New Regulatory and Policy Frameworks for Government Remote Work in Times of Crisis (Law 807P)

With the sudden onslaught of the pandemic COVID 19 creating emergency requirements regarding professional and social distancing, government agencies in California have had to implement “telework” or remote work policies quickly, with limited guidance and limited awareness of best practices.

Government agencies are complex institutions, performing diverse and vital functions and employing a wide variety of types of employees, some of whom are represented by labor bargaining units. They handle and manage information subject to privacy protections, and many of the communications engaged in between employees and with members of the public are also subject to public disclosure requirements.  Public agencies also face financial, technological, and personnel resource limitations.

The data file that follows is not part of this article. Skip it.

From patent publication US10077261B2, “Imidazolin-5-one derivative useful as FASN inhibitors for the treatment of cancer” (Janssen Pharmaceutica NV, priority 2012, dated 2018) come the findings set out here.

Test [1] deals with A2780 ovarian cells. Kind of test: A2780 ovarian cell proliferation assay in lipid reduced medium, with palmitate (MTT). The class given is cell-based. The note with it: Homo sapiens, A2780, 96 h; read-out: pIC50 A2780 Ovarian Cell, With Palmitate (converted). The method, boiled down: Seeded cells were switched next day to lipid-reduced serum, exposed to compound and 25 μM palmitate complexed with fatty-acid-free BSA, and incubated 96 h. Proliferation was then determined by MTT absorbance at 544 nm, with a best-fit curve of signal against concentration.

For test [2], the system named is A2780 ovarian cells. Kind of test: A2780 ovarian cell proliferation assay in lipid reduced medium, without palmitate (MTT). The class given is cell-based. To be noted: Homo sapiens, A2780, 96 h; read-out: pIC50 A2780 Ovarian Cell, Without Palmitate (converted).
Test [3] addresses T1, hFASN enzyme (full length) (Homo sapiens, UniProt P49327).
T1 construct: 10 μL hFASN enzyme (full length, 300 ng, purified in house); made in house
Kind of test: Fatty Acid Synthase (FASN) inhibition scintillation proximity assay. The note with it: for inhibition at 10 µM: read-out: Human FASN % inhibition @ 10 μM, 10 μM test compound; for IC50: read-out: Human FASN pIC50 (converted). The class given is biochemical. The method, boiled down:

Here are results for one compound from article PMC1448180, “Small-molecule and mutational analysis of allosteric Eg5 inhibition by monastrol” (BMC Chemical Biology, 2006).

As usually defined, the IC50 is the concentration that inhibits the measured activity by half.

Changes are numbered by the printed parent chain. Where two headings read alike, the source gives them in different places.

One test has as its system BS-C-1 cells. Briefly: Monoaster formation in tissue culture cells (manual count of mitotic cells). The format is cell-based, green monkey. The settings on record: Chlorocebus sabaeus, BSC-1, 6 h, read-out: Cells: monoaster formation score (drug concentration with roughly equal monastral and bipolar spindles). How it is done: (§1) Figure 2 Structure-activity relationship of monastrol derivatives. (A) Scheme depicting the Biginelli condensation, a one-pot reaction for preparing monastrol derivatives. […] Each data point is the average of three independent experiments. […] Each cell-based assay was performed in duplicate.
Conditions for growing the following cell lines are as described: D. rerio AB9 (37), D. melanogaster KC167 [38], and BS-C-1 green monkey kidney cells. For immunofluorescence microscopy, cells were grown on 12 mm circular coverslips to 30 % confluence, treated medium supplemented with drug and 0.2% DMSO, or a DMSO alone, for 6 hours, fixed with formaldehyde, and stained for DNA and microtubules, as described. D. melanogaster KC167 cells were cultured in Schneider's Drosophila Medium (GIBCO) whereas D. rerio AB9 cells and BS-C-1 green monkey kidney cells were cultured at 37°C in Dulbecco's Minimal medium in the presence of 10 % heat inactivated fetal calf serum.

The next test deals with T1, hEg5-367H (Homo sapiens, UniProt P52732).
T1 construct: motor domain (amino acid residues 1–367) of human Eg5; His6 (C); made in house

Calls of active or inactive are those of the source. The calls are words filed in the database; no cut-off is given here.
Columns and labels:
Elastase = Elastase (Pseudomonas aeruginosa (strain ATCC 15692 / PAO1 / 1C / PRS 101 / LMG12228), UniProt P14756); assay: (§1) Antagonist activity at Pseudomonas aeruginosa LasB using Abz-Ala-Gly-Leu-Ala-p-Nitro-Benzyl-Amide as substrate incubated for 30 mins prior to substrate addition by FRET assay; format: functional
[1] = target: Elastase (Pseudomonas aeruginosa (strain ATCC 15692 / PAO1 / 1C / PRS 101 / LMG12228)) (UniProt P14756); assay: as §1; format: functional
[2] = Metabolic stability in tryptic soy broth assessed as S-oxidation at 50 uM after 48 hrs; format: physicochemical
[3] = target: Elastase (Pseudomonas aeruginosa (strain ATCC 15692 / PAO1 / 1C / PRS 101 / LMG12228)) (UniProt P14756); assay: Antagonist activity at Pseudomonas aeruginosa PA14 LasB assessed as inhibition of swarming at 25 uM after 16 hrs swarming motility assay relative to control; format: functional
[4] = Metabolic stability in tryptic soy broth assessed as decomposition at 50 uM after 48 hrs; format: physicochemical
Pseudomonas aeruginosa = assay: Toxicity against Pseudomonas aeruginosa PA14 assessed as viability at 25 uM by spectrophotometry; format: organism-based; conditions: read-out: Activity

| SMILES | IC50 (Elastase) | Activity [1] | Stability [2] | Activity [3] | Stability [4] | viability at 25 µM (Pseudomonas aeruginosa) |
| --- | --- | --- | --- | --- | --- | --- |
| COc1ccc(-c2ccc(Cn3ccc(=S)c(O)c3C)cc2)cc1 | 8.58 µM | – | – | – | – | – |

California state agencies need to be able to anticipate work and access issues due to its experiences with natural and manmade disasters, frequently in the form of earthquakes and fires. The disruptions created by this pandemic, because of its impacts on the workforce and economy, are extreme but highlight the need for broad reconsideration of work functions, locations, and worker support.

Working with one state agency, the California State Controller’s Office (SCO), the research team will evaluate best practices for remote work by government employees and develop recommendations to ensure that critical government functions continue during disasters and emergencies. Student researchers will also scope remote work policies that can be effectively implemented over the long term.